NASA finally confirmed mid-afternoon what everyone had been expecting - that the launch of Endeavour would be put back to at least next Sunday and perhaps May 10 so a faulty electronic switch box that routes power to critical systems can be replaced.
The hopes of a new launch attempt early in the week evaporated after it became clear that the switch box would have to be replaced, and the work and extensive testing could not be been completed in time to launch prior to a planned Atlas rocket flight on Friday.
Mike Moses, chairman of the launch management team, stressed that 8 May was only a working target at this stage, hinting that if the box changeover and testing was not straightforward the delay could be longer.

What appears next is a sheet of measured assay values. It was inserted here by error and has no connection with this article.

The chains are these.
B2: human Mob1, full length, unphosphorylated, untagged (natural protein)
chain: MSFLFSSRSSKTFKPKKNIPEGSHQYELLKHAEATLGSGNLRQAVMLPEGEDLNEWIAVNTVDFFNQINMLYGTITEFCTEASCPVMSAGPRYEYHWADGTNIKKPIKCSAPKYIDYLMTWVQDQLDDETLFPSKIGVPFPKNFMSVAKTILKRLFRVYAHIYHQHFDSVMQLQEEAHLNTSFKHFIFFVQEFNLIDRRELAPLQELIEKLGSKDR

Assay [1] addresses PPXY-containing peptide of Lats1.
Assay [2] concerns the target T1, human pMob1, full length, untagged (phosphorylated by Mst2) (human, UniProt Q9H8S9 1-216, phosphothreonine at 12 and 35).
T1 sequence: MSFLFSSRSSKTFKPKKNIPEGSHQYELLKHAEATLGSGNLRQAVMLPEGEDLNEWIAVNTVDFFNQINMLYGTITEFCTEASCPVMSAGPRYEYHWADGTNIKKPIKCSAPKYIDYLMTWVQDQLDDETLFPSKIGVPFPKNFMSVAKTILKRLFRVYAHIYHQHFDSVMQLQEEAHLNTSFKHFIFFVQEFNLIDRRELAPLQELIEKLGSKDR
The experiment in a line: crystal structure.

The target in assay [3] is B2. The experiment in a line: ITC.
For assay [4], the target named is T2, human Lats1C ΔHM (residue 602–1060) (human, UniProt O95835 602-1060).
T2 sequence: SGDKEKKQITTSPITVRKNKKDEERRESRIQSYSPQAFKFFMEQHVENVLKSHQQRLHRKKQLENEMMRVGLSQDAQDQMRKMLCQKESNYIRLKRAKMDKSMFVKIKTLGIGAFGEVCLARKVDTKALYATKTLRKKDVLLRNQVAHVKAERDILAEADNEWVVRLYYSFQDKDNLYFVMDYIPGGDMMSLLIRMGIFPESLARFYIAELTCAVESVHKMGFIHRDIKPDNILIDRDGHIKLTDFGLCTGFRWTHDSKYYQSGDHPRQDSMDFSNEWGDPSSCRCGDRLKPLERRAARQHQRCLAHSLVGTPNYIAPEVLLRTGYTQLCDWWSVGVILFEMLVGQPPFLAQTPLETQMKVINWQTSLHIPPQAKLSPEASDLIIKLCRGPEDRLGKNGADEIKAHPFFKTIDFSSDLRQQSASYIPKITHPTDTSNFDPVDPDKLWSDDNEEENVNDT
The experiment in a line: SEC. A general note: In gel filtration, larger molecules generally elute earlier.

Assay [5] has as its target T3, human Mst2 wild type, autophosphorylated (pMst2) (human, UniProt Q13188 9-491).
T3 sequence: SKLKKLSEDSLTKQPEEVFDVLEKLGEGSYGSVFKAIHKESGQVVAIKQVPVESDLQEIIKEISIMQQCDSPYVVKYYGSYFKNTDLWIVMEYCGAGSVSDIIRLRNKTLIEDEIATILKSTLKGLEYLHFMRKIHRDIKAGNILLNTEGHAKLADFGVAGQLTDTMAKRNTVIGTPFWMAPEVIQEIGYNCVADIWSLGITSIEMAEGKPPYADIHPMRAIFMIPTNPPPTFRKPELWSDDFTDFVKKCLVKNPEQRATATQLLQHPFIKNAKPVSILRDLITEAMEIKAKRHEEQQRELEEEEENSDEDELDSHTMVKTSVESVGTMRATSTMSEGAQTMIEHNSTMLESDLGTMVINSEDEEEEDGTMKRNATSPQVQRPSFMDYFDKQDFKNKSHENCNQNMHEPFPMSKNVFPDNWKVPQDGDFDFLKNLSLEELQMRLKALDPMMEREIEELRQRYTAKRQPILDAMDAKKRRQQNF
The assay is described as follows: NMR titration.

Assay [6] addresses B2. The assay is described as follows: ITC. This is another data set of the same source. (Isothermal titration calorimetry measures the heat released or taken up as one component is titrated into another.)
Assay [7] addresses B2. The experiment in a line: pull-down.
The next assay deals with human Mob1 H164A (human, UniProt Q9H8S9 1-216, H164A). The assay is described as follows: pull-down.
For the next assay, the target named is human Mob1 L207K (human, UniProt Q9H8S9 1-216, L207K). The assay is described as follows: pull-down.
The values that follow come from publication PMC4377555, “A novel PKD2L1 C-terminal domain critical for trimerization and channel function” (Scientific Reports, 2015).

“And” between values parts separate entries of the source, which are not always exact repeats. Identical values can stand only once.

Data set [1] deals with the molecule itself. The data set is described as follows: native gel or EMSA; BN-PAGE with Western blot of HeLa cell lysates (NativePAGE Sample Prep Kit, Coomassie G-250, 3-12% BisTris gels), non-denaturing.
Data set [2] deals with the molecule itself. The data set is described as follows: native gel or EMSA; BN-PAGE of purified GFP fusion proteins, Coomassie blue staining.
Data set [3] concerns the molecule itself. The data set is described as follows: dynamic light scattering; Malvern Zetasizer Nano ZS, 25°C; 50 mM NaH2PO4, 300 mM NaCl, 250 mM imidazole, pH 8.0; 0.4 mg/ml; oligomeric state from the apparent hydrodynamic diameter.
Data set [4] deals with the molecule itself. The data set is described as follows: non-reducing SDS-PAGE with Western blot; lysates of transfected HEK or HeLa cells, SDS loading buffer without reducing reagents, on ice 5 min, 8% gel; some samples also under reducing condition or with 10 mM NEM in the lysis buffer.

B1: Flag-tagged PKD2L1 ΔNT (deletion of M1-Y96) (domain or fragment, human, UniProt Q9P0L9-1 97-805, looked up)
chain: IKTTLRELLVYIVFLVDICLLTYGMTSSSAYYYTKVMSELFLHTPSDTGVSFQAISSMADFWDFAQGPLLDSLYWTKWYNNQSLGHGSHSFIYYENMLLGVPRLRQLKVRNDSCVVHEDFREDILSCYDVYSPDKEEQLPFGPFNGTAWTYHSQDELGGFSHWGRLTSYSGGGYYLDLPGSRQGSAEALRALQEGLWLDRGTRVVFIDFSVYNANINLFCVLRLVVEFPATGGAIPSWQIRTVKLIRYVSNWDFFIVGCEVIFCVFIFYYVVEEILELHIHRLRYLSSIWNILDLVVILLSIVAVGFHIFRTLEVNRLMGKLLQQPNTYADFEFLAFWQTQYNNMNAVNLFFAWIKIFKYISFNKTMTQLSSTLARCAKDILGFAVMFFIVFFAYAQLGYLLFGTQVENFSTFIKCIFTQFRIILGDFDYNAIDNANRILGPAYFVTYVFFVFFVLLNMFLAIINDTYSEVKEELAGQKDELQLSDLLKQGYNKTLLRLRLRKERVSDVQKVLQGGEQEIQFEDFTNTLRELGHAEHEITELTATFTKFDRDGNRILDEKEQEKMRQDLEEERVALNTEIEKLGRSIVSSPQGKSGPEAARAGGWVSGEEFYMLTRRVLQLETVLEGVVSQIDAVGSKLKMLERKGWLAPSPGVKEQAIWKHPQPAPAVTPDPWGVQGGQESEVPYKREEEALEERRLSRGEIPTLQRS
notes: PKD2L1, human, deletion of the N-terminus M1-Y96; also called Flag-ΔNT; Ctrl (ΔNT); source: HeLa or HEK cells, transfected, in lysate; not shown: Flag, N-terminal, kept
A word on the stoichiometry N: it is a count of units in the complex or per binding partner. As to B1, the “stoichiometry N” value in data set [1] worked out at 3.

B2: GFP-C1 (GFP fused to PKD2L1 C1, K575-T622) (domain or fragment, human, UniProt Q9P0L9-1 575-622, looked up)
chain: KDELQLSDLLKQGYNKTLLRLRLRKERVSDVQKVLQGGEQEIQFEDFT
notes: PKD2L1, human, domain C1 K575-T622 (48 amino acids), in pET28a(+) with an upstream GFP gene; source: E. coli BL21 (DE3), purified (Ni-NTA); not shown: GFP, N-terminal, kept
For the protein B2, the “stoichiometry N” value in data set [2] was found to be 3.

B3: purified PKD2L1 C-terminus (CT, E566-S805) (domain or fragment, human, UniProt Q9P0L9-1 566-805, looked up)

He said they hoped to announce a new target launch date by the middle of the week.
An initial launch attempt was scrapped on Friday after heaters on one of the Shuttle's Auxiliary Power Units failed. The problem was traced to the switch box, which will be replaced early this week. The testing of a spare switch box is expected to take an additional two days.
Meanwhile, at nearby Port Canaveral on Sunday afternoon, a procession of three giant cruise ships embarked on their own voyages of discovery.
This picture shows the Freedom of the Seas with 5000 passengers and 1000 crew making its way out into the Atlantic.
Two ships that shouldn’t have been in dock today - or at least on their way back in to port - were NASA’s booster recovery vessels, Liberty Star and Freedom Star.
Had Endeavour launched as originally planned on Friday, the two ships would normally have been arriving back during the day with the recovered solid rocket boosters in tow.